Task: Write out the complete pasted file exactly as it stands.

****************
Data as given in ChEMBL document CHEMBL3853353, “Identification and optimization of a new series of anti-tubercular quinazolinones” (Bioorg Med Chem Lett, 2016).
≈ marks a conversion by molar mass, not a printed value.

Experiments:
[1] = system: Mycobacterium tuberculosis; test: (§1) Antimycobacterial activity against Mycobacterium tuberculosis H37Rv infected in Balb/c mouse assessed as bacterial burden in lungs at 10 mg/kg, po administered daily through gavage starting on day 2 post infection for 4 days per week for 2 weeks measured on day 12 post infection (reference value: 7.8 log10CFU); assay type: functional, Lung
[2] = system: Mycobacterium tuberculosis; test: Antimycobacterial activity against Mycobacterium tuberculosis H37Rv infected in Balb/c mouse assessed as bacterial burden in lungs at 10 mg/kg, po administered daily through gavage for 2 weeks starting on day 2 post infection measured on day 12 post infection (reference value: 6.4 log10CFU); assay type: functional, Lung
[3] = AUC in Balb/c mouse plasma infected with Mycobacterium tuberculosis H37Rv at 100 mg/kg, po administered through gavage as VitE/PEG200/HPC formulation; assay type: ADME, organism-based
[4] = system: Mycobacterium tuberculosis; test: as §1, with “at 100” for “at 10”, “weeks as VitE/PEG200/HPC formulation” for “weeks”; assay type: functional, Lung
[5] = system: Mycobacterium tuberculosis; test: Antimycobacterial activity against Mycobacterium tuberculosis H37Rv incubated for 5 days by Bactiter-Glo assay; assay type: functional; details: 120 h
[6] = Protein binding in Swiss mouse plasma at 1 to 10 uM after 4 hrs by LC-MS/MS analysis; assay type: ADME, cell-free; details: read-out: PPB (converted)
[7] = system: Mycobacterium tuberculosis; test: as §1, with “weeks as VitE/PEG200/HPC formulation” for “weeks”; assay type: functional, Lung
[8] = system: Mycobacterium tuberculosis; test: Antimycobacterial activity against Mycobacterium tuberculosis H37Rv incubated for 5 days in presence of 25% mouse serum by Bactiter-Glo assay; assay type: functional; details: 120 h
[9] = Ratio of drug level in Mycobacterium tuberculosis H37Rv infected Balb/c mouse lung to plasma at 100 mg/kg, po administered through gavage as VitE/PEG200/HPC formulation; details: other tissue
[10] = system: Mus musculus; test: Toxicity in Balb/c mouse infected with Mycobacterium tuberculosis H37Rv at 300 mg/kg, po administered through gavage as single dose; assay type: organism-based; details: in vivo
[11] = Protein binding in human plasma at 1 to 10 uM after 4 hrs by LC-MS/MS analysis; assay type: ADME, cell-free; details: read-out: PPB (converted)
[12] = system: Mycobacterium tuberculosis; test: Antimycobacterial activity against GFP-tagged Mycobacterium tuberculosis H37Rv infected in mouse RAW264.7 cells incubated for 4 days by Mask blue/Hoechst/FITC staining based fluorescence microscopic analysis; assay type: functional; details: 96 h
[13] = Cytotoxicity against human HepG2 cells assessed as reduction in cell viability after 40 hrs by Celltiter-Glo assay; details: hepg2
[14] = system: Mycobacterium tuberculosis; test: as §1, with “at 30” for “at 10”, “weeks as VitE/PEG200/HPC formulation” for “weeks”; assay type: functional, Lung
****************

Data as given in ChEMBL document CHEMBL3853353, “Identification and optimization of a new series of anti-tubercular quinazolinones” (Bioorg Med Chem Lett, 2016).
≈ marks a conversion by molar mass, not a printed value.

Experiments:
[1] = system: Mycobacterium tuberculosis; test: (§1) Antimycobacterial activity against Mycobacterium tuberculosis H37Rv infected in Balb/c mouse assessed as bacterial burden in lungs at 10 mg/kg, po administered daily through gavage starting on day 2 post infection for 4 days per week for 2 weeks measured on day 12 post infection (reference value: 7.8 log10CFU); assay type: functional, Lung
[2] = system: Mycobacterium tuberculosis; test: Antimycobacterial activity against Mycobacterium tuberculosis H37Rv infected in Balb/c mouse assessed as bacterial burden in lungs at 10 mg/kg, po administered daily through gavage for 2 weeks starting on day 2 post infection measured on day 12 post infection (reference value: 6.4 log10CFU); assay type: functional, Lung
[3] = AUC in Balb/c mouse plasma infected with Mycobacterium tuberculosis H37Rv at 100 mg/kg, po administered through gavage as VitE/PEG200/HPC formulation; assay type: ADME, organism-based
[4] = system: Mycobacterium tuberculosis; test: as §1, with “at 100” for “at 10”, “weeks as VitE/PEG200/HPC formulation” for “weeks”; assay type: functional, Lung
[5] = system: Mycobacterium tuberculosis; test: Antimycobacterial activity against Mycobacterium tuberculosis H37Rv incubated for 5 days by Bactiter-Glo assay; assay type: functional; details: 120 h
[6] = Protein binding in Swiss mouse plasma at 1 to 10 uM after 4 hrs by LC-MS/MS analysis; assay type: ADME, cell-free; details: read-out: PPB (converted)
[7] = system: Mycobacterium tuberculosis; test: as §1, with “weeks as VitE/PEG200/HPC formulation” for “weeks”; assay type: functional, Lung
[8] = system: Mycobacterium tuberculosis; test: Antimycobacterial activity against Mycobacterium tuberculosis H37Rv incubated for 5 days in presence of 25% mouse serum by Bactiter-Glo assay; assay type: functional; details: 120 h
[9] = Ratio of drug level in Mycobacterium tuberculosis H37Rv infected Balb/c mouse lung to plasma at 100 mg/kg, po administered through gavage as VitE/PEG200/HPC formulation; details: other tissue
[10] = system: Mus musculus; test: Toxicity in Balb/c mouse infected with Mycobacterium tuberculosis H37Rv at 300 mg/kg, po administered through gavage as single dose; assay type: organism-based; details: in vivo
[11] = Protein binding in human plasma at 1 to 10 uM after 4 hrs by LC-MS/MS analysis; assay type: ADME, cell-free; details: read-out: PPB (converted)
[12] = system: Mycobacterium tuberculosis; test: Antimycobacterial activity against GFP-tagged Mycobacterium tuberculosis H37Rv infected in mouse RAW264.7 cells incubated for 4 days by Mask blue/Hoechst/FITC staining based fluorescence microscopic analysis; assay type: functional; details: 96 h
[13] = Cytotoxicity against human HepG2 cells assessed as reduction in cell viability after 40 hrs by Celltiter-Glo assay; details: hepg2
[14] = system: Mycobacterium tuberculosis; test: as §1, with “at 30” for “at 10”, “weeks as VitE/PEG200/HPC formulation” for “weeks”; assay type: functional, Lung